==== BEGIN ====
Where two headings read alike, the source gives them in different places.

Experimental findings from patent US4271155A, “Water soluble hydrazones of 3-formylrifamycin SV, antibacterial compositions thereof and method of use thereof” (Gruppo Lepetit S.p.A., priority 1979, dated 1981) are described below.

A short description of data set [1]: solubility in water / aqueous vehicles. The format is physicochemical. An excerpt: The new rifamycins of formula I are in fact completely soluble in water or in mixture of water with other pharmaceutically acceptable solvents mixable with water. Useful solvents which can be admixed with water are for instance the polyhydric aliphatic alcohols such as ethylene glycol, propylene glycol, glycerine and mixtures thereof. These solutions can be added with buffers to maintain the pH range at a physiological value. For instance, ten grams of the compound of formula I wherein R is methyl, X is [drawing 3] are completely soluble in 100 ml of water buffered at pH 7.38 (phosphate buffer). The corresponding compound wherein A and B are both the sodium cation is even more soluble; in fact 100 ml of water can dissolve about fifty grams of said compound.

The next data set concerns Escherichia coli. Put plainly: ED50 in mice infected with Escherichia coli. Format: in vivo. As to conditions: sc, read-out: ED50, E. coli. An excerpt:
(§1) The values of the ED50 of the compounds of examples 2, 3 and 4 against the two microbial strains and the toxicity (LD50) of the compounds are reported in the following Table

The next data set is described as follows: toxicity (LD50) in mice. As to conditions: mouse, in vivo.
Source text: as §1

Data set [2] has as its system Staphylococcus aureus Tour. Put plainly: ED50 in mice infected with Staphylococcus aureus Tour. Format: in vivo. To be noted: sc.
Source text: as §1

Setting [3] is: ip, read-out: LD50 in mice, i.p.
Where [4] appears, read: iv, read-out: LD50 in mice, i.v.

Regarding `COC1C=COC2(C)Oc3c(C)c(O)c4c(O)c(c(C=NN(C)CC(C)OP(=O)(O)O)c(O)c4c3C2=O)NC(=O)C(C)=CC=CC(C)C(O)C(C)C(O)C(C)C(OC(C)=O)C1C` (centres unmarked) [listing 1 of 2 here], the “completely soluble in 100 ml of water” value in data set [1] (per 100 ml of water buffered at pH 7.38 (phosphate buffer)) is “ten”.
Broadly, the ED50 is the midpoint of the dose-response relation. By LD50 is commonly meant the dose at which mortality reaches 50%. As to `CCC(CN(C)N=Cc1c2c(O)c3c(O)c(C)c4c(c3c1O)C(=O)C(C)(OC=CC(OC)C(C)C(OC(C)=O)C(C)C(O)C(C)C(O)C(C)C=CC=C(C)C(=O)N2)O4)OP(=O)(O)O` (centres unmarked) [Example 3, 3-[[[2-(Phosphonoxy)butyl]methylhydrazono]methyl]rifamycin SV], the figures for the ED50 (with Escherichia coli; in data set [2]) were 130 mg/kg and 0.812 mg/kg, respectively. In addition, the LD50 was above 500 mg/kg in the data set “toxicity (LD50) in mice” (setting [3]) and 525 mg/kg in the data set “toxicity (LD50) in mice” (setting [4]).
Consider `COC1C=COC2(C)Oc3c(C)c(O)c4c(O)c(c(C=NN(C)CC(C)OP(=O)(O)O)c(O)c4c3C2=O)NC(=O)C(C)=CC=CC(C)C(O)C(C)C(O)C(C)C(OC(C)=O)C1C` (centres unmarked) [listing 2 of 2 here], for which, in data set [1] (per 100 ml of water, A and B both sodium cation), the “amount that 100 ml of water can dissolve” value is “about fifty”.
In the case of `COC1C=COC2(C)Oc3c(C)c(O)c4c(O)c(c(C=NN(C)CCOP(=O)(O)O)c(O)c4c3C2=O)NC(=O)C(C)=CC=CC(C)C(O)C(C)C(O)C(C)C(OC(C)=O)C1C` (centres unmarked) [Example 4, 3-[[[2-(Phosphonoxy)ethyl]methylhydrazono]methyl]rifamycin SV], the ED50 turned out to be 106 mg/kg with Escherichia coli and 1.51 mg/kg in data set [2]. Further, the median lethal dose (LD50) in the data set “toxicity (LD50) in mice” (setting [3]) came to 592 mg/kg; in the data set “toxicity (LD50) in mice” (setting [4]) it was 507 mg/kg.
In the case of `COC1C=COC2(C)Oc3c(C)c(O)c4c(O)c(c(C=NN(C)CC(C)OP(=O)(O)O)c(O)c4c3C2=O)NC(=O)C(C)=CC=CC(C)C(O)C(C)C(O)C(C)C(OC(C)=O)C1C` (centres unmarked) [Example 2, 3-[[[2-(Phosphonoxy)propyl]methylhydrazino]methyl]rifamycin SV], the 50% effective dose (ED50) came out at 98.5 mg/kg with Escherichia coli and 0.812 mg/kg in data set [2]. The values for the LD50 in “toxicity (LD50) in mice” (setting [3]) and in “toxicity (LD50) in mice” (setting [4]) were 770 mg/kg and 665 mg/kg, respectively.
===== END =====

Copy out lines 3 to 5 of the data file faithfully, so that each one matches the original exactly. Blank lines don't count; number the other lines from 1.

A short description of data set [1]: solubility in water / aqueous vehicles. The format is physicochemical. An excerpt: The new rifamycins of formula I are in fact completely soluble in water or in mixture of water with other pharmaceutically acceptable solvents mixable with water. Useful solvents which can be admixed with water are for instance the polyhydric aliphatic alcohols such as ethylene glycol, propylene glycol, glycerine and mixtures thereof. These solutions can be added with buffers to maintain the pH range at a physiological value. For instance, ten grams of the compound of formula I wherein R is methyl, X is [drawing 3] are completely soluble in 100 ml of water buffered at pH 7.38 (phosphate buffer). The corresponding compound wherein A and B are both the sodium cation is even more soluble; in fact 100 ml of water can dissolve about fifty grams of said compound.

The next data set concerns Escherichia coli. Put plainly: ED50 in mice infected with Escherichia coli. Format: in vivo. As to conditions: sc, read-out: ED50, E. coli. An excerpt:
(§1) The values of the ED50 of the compounds of examples 2, 3 and 4 against the two microbial strains and the toxicity (LD50) of the compounds are reported in the following Table